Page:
I didn't initially intend to write more about the ocean's garbage, but the picture our staff member came home with made me change my mind. The image has gone from strength to strength in national newspapers in Norway and Sweden, and not without reason; it shows a female bear stuck in a long trawler net. Crewmembers from the Norwegian Polar Institute were called out as usual to stun the animal so that it could be rescued, but this bear eventually managed to get loose on its own. She fought for several hours with the 170-kilogram piece of fisheries debris that a transmitter on the bear's ear had gotten snagged in. Some are already throwing themselves into the debate and raging against the tagging of the polar bear. Finding a solution to the transmitter on the ear can certainly be discussed, but that is shooting at the wrong target.
The problem lies, of course, in fishing fleets tossing rubbish overboard, or not taking the trouble to collect nets when it is a struggle. In the past, we said "out of sight, out of mind," but today we know better. This has been documented ad nauseam and this polar bear – the second in a week that needed help to get loose from fisheries debris – was probably a reminder. When the World Wildlife Fund (WWF) is angry I have no problem understanding it. There are some who belong in the doghouse, such as the fishing industry.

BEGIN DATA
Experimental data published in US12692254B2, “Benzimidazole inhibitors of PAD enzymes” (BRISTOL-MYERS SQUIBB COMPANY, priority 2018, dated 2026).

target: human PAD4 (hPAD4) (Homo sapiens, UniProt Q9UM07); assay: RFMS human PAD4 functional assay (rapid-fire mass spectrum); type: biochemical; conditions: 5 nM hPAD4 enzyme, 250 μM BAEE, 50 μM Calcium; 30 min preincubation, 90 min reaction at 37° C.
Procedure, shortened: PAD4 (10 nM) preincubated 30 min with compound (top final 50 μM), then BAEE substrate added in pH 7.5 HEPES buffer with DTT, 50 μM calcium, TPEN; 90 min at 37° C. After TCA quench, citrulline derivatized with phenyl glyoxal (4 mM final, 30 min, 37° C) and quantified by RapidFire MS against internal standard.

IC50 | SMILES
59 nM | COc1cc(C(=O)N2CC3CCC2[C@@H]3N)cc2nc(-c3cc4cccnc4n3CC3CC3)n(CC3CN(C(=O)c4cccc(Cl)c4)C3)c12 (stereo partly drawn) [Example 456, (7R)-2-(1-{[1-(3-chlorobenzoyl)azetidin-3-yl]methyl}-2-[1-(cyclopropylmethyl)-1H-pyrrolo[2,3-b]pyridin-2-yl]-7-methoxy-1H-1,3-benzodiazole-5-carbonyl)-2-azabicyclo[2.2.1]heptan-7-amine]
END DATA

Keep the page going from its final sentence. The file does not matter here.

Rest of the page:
At the same time tons of fisheries garbage is being collected, it becomes almost strange to hear arguments from the same industry, the petroleum industry, and the thoughts about damaging the marine life. The industry itself should be carefully considered, both in Norway and elsewhere in the world, because rubbish is hardly just being shipped in Norway. Obviously there is hardly a universal problem in the fishing industry, but a minority can harm the entire industry. It is therefore prudent for the industry to adopt a humble attitude when confronted.
There were probably more participants at this year's clearing raid that got their eyes opened wide. That in itself is good. Svalbardposten was with the expedition to document it and create attitudes, and also watched as the female bear used its forepaws to pull itself over the snow. In tow she had a 30-to-40-meter-long trawler net of nylon. Nylon takes, according to scientists, 600 years to decompose.
So, one can reflect on how it might look in the High Arctic without the volunteer efforts and the annual surveys.